would be carried out post installation
I have raised these point with engineers from the NICEIC and they themselves were not clear on the matter.
 28 October 2009 01:52 PM
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AJJewsbury

Posts: 11374
Joined: 13 August 2003

My concern is whether the users electrical installation is compliant with the IEE Regulations

Might it be thought of as being similar to circuits supplied by an uninteruptable power supply? (which typically when being exposed to a load side fault will either immediately switch over to direct mains, collapse the output voltage to safe levels (small units only) or require the use of RCDs or/and supplementary bonding).

- Andy.
 28 October 2009 04:14 PM
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broadgage

Posts: 1282
Joined: 07 August 2007

Originally posted by: zeeper

I have great concerns about the installation of a 300kva voltage




And so you should, I have heard stories from other sites about what happens when these are fitted. And I suggest you look at the equation for "work done". Motors will run hotter, The lights will be dimmer thats if they come on at all. Any heating type things will take longer to heat up ,Extra Low voltage control circuits might not work consistantly, and on top of this you have the losses of the voltage optimisers its self. I am unconvinced and believe the whole thing to be a con.


Agree entirely, I also consider these devices to be a con.
Electronic lighting ballasts, switched mode PSUs and inverter motor drives will all draw more current at the lower voltage.
In some cases the extra current can be sufficient to trip the OCPD.
Of course there should be more of a margin than that, but in practice may not be.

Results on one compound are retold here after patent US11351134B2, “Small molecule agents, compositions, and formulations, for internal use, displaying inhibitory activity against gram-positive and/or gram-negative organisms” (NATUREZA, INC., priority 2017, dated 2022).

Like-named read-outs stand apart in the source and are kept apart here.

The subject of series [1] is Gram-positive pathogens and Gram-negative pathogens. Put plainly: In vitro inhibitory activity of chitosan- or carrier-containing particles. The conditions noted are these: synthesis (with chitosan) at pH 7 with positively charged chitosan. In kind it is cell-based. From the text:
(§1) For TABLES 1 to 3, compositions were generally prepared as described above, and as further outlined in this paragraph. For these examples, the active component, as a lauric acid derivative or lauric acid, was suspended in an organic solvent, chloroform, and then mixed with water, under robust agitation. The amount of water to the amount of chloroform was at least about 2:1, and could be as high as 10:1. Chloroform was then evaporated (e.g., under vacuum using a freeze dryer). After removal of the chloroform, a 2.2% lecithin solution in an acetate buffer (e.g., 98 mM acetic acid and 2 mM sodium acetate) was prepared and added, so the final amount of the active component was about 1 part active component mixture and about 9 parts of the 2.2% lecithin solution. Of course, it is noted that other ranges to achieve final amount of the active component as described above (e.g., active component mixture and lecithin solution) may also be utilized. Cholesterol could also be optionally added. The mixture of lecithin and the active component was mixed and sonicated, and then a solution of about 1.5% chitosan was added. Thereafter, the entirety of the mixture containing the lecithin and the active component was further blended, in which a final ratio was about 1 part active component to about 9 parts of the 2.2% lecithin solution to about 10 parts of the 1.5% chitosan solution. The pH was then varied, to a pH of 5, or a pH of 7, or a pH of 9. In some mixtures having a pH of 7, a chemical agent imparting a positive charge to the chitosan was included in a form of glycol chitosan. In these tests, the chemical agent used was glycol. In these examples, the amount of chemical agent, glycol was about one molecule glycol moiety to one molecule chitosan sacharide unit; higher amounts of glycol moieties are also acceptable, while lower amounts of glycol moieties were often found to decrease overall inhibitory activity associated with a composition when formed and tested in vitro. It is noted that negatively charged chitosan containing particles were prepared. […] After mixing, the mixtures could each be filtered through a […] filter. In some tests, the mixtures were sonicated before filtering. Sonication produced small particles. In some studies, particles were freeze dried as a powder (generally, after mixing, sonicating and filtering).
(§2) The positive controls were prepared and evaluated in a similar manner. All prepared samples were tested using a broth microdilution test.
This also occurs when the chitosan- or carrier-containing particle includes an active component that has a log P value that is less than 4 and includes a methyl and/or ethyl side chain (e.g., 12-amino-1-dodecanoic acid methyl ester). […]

And what happens if the DNO reduce the supply voltage to the legal minimum ? as they are entitlred to.
216 volts at the cut out.
215 volts input at the voltage optimiser.
195 volts output from the optimiser
183 volts at the farthest point of use
 10 November 2009 06:24 PM
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Backintime

Posts: 282
Joined: 11 April 2007

Originally posted by: colin mccormack

The answer is not out there!!

What is out there is a lot of talk about the pros and cons of whether voltage optimisers will actually save you money or not.

My concern is whether the users electrical installation is compliant with the IEE Regulations and is safe (under fault conditions) once the unit has been fitted.

I also have concerns about how periodic testing would be carried out post installation.

I have raised these point with engineers from the NICEIC and they themselves were not clear on the matter.


Clearly no one can give you an answer in the forum here.

Would it be useful to attend the seminar and ask questions to get clarification yourself?

Edited: 10 November 2009 at 09:31 PM by Backintime
 10 November 2009 06:54 PM
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GB

Posts: 357
Joined: 04 September 2002

Whos Voltage optimisation unit are you thinking of installing?
The impedance of the Voltage optimisation unit is "virtually nil" and although their may be an impact on Impedance with regards to the new installation (if required) this again is generally negligible.
With regards to whether they work I know of one installation where 17.5% saving were achieved on a 200K annual bill, so worth thinking about???????
 11 November 2009 01:51 PM
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chartassuk

Posts: 57
Joined: 25 July 2008

Hello colin,

May I suggest you search the Power forum, there are several topics discussing the merits or otherwise of voltage optimisers; Power Perfector being a brand that crops up frequently.
 14 November 2009 09:49 PM
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powercor

Posts: 6
Joined: 07 September 2009

Dear Colin

Have you manage to get any further information on installation of the voltage optimisation unit and has this unit been installed. We have recently installed a 300 KVA unit at a college and are achieveing good savings arround 13% but this is not true of all buildings and careful consideration must be taken of the existing load types.

Regards

Chris